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Chisholm v. United States

United States District Court, S.D. Georgia, Savannah Division

July 12, 2017



         Guilty-plea convicted of conspiracy to possess with intent to distribute cocaine, crack cocaine, and marijuana in violation of 21 U.S.C. §§ 841(b)(1)(C) & 846, Leroy Chisholm seeks to exploit the Supreme Court's decision in Mathis v. United States, 579 U.S. __, 136 S.Ct. 2243 (2016), [2] to neutralize his enhanced sentence. Doc. 1; see CR413-007, docs. 522 (plea agreement), 523 (judgment); 674 & 687 (Eleventh Circuit opinion and mandate affirming judgment). He believes that Mathis, Johnson, Descamps, and a Fifth Circuit case (United States v. Hinkle, 832 F.3d 569 (5th Cir. 2016)) render the Sentencing Guidelines-based enhancement of his sentence “unconstitutional.” Doc. 1 at 3-11 (arguing that his two prior convictions for violations of O.C.G.A. § 16-13-30 for possession of a controlled substance is “broader” than the definition of a controlled substance offense as defined by U.S.S.G. § 4B1.2 and thus cannot be considered enhancement-triggering offenses post-Mathis and Hinkle). Preliminary § 2255 Rule 4 review shows that his motion must be DENIED.

         Chisholm was sentenced as a “career offender” under the Sentencing Guidelines -- not the ACCA. Presentence Investigative Report (PSR) at ¶¶ 20 (determining he qualified as a “career offender” under U.S.S.G. § 4B1.1 based on prior felony controlled substances offenses).[3] And Johnson, which invalidated the ACCA residual clause, does not extend to the identical language of the Sentencing Guidelines' residual clause. Beckles v. United States, __ U.S. __, 2017 WL 855781 (Mar. 6, 2017); see also United States v. Matchett, 802 F.3d 1185 (11th Cir. 2015) (same). Thus, Mathis and Descamps (which only clarified the proper approach to be utilized in evaluating predicate crimes of conviction for ACCA-enhancements, both pre- and post-Johnson) have zero impact on movant's sentencing. Chisholm has no claim for relief.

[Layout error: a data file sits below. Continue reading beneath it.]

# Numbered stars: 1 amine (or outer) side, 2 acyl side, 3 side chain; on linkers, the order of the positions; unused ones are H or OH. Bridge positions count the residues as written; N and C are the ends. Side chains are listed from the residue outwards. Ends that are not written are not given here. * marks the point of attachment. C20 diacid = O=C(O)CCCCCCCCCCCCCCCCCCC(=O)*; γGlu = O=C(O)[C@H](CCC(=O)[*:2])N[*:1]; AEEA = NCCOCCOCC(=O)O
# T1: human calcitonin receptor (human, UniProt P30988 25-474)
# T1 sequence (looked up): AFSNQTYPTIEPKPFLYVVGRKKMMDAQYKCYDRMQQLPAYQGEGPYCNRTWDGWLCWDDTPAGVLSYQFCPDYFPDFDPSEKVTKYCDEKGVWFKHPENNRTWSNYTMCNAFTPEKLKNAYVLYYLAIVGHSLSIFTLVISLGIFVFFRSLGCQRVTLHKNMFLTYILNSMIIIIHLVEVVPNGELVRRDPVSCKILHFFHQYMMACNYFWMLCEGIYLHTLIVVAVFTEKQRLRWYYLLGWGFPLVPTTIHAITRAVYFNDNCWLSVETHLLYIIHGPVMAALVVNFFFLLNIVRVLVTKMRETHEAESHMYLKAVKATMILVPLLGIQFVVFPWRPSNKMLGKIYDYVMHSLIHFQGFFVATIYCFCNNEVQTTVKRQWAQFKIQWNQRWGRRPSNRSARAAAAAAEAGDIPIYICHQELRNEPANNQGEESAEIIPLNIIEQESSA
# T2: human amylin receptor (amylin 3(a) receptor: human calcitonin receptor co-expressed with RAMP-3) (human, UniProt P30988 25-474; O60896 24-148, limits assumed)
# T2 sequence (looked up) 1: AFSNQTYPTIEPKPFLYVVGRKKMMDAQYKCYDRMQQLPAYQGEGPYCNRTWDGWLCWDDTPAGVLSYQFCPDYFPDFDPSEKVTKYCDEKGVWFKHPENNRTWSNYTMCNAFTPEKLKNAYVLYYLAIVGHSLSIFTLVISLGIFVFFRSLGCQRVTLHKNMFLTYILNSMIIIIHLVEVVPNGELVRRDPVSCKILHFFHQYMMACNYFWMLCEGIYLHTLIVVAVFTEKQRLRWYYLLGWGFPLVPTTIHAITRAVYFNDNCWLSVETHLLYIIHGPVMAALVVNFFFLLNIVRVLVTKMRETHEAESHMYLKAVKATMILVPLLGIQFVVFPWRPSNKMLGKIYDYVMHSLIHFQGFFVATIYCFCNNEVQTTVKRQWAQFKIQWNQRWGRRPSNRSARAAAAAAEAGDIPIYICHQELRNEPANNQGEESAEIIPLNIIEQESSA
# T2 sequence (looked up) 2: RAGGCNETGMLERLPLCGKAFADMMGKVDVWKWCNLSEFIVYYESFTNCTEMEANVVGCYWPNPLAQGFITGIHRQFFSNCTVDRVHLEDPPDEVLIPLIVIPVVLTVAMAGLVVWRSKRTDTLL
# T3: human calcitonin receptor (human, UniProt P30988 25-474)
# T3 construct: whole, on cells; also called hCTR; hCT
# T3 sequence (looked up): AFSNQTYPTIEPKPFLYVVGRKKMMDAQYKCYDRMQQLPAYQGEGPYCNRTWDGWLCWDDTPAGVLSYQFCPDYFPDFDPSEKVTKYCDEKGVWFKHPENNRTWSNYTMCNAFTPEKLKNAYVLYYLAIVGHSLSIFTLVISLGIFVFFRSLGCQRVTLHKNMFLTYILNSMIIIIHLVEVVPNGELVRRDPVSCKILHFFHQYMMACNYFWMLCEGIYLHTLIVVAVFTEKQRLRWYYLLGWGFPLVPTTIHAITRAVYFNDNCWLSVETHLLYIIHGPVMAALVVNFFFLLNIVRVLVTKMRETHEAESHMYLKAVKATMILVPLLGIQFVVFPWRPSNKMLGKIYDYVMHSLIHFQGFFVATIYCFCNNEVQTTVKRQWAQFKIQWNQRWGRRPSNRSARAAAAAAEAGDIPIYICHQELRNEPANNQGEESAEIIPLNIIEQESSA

Leroy Chisholm's 28 U.S.C. § 2255 motion should be DENIED. For the reasons set forth above, it is plain that he raises no substantial claim of deprivation of a constitutional right. Accordingly, no certificate of appealability should issue. 28 U.S.C. § 2253; Fed. R. App. P. 22(b); Rule 11(a) of the Rules Governing Habeas Corpus Cases Under 28 U.S.C. § 2255 (“The district court must issue or deny a certificate of appealability when it enters a final order adverse to the applicant.”). Any motion for leave to appeal in forma pauperis therefore is moot.

         This Report and Recommendation (R&R) is submitted to the district judge assigned to this action, pursuant to 28 U.S.C. § 636(b)(1)(B) and this Court's Local Rule 72.3. Within 14 days of service, any party may file written objections to this R&R with the Court and serve a copy on all parties. The document should be captioned “Objections to Magistrate Judge's Report and Recommendations.” Any request for additional time to file objections should be filed with the Clerk for consideration by the assigned district judge.

         After the objections period has ended, the Clerk shall submit this R&R together with any objections to the assigned district judge. The district judge will review the magistrate judge's findings and recommendation pursuant to 28 U.S.C. § 636(b)(1)(C). The parties are advised that failure to timely file objections will result in the waiver of rights on appeal. 11th Cir. R. 3-1; see Symonett v. V.A. Leasing Corp., 648 F. App'x 787, 790 (11th Cir. 2016); Mitchell v. U.S., 612 F. App'x 542, 545 (11th Cir. 2015).




[1] As his 28 U.S.C. §2241 petition has been properly recharacterized as a 28 U.S.C. § 2255 motion to vacate his sentence, Warden Merlak is not an appropriate respondent and the United States of America must be substituted in.

[2] Mathis merely elucidated the holdings and analyses in Johnson v. United States, 576 U.S. __, 135 S.Ct. 2551 (2015) and Descamps v. United States, 133 S.Ct. 2276 (2013), to explain how courts must divine whether a criminal defendant's prior convictions counted as “violent felonies” under the Armed Career Criminal Act (ACCA), 18 U.S.C. § 924(e)(2)(B). Mathis, 136 S.Ct. 2245-46 (where a statute defines only one crime, with one set of elements but alternative factual means by those elements may be satisfied, it is broader than the elements of the “generic” version of the crime and cannot be utilized in an ACCA enhancement). It did not announce any new rule of law, and (just like Johnson), is inapplicable to Sentencing Guidelines-based enhancements. See In re: Antonio Woodley, No. 17-12594-J at *2 (11th Cir. July 3, 2017) (Mathis did not establish a new rule of constitutional law, it only clarified existing law); Smith v. United States, 2017 WL 1745057 at *1 (S.D. Ga. May 3, 2017) (Mathis does not undo Sentencing Guidelines enhancements -- it only serves as an explanatory tool to analyze underlying convictions per the modified categorical approach).

[3] See PSR at ¶¶ 26 (possession with intent to distribute (two counts, for both cocaine and marijuana)) & 27 (sale of a controlled substance (cocaine)); see also doc. 523 (enhanced ...

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